The highlight is the Lorelei Rock, made famous by the song and the legend. If it wasn’t for this, it would be like any other tree linked hunk of rock along the river and I have to confess that I wasn’t as impressed as I probably should have been. Beyond, terraced vineyards started to appear on both sides of the river.

Gradually we sailed out of the gorge. The river valley became much wider and more gentle. We lost the steep hillsides and most of the smaller settlements were now hidden behind the trees. The mountains of the Black Forest could be seen in the distance beyond the trees.

We encountered our first lock on Day 3. There was quite a crowd at the front of the boat as it nosed its way into the lock with only inches clearance between the boat and the side of the lock.

After lunch, we docked at Kehl, a modern German city, just across the river from the French town of Strasbourg. We had an included city tour of “Strasbourg”: in the afternoon. This was a drive around the European Parliament buildings and Courts of Justice and the German area with its very splendid German style houses with storks nesting on the chimneys. Then followed a walking tour through Petite France with its timber frame buildings and canals, ending up at the Cathedral, where we had some free time. Some headed for the shops, some for the cafe, I went in the cathedral. The local guide was repetitive and not very informative and I remembered why I disliked organised tours. I decided to skip the rest on offer.

We left Kehl after lunch on Day 4. Some passengers took a taxi back into Strasbourg. Although there was a train service from Kehl, I decided the timetable wouldn’t give me enough time to justify a visit. I spent the morning in “Kehl”: instead, as this would also give me change to see a typical German town. I liked the wide tree line streets, market place with a fountain that looked like a dandelion clock and stylish houses. Unlike Strasbourg, it was quiet with very few foreign tourists. I walked across the new footbridge linking the German and French sides of the river, the boundary is down the centre. I also enjoyed the church of St. Johannes-Nepomuk with its tall white tower dominating the town. I was let down by the weather in the afternoon which turned into a steady drizzle with poor visibility. This was the only time I read my book.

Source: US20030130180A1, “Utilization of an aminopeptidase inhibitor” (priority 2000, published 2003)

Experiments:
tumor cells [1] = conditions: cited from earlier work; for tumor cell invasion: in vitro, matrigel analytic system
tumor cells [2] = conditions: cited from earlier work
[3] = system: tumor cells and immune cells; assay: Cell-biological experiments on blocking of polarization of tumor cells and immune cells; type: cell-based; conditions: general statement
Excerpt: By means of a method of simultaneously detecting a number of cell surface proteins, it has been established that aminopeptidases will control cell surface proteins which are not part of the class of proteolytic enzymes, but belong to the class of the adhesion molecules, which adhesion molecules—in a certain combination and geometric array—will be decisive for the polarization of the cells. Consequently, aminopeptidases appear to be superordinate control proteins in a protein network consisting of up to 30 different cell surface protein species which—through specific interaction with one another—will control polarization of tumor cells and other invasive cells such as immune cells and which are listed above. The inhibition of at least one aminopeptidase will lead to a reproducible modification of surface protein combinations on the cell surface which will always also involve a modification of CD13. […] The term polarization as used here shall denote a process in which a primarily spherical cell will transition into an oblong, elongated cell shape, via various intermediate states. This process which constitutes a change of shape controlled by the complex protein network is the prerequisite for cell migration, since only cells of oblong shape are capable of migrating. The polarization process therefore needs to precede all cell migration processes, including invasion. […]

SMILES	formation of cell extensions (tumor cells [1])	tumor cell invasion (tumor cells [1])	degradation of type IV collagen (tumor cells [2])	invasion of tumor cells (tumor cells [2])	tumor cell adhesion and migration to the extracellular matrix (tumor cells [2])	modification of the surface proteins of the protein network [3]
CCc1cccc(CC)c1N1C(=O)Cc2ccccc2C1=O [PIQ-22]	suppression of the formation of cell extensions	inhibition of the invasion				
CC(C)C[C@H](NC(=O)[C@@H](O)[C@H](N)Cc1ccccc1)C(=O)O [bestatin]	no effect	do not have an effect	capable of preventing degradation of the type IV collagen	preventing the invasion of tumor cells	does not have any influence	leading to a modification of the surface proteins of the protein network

Day 4 dawned bright and sunny again and we docked at “Basel”: just after breakfast and had the whole day there. There was an included city tour in the morning. I used the coach to get me into Basel but then left the group to explore under my own steam and made my way back to the boat later. There was a regular tram service, although I never discovered where to catch the tram and walked the 2km back to the boat.

Overall I was disappointed by Basel which I found a rather uninspiring place, although immaculate with no litter or obvious graffiti. Careful traffic management means there is little traffic in the city centre although there are trams zipping everywhere. Buildings were large and painted plaster. Unlike Strasbourg there were no timber frame buildings and the only really impressive building was the Radhaus in the Market Place, which had more eateries rather fruit and vegetable stalls.